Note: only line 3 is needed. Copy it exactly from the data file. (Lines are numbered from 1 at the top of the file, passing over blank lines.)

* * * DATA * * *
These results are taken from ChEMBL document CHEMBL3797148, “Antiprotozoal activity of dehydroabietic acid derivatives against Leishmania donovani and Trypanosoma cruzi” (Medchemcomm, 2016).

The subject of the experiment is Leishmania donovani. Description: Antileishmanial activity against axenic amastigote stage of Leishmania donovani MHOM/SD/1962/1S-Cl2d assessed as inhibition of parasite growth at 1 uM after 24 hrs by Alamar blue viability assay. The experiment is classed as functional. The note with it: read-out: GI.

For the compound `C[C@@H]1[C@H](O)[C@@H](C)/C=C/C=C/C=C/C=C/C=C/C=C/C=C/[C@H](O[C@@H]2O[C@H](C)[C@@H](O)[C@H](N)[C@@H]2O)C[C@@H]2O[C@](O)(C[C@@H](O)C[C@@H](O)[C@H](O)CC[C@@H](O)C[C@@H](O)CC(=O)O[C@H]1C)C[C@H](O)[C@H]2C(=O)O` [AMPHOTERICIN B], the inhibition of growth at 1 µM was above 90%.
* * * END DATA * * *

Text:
For the compound `C[C@@H]1[C@H](O)[C@@H](C)/C=C/C=C/C=C/C=C/C=C/C=C/C=C/[C@H](O[C@@H]2O[C@H](C)[C@@H](O)[C@H](N)[C@@H]2O)C[C@@H]2O[C@](O)(C[C@@H](O)C[C@@H](O)[C@H](O)CC[C@@H](O)C[C@@H](O)CC(=O)O[C@H]1C)C[C@H](O)[C@H]2C(=O)O` [AMPHOTERICIN B], the inhibition of growth at 1 µM was above 90%.